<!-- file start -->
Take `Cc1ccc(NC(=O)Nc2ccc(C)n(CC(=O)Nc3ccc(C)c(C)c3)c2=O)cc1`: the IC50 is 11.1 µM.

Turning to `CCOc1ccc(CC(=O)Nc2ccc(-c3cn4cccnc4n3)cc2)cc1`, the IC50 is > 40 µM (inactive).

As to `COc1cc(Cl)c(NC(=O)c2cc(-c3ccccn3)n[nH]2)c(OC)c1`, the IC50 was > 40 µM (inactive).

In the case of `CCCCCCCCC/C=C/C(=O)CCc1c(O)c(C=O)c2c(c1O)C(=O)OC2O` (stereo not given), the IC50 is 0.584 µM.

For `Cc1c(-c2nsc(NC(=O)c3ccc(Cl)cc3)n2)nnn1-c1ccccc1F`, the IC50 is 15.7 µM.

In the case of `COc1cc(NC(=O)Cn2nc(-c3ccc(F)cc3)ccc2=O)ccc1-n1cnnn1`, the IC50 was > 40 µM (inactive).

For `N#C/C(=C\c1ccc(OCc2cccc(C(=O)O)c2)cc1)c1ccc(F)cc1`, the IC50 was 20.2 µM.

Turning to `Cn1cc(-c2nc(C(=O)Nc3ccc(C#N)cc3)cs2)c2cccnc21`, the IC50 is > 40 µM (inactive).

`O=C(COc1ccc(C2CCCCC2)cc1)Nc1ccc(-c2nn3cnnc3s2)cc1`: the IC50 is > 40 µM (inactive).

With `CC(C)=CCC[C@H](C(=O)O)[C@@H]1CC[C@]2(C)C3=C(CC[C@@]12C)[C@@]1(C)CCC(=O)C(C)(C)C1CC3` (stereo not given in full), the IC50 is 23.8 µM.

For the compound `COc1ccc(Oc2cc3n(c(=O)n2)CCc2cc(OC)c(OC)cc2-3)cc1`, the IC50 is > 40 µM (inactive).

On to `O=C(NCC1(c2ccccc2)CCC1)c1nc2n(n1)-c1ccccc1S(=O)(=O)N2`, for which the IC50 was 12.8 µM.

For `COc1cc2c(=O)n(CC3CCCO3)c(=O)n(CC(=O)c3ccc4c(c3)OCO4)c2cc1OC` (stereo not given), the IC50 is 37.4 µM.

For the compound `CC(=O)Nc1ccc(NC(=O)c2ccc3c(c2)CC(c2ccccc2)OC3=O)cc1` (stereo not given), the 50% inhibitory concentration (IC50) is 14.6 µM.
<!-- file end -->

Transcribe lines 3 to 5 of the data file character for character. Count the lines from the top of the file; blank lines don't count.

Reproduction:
As to `COc1cc(Cl)c(NC(=O)c2cc(-c3ccccn3)n[nH]2)c(OC)c1`, the IC50 was > 40 µM (inactive).

In the case of `CCCCCCCCC/C=C/C(=O)CCc1c(O)c(C=O)c2c(c1O)C(=O)OC2O` (stereo not given), the IC50 is 0.584 µM.

For `Cc1c(-c2nsc(NC(=O)c3ccc(Cl)cc3)n2)nnn1-c1ccccc1F`, the IC50 is 15.7 µM.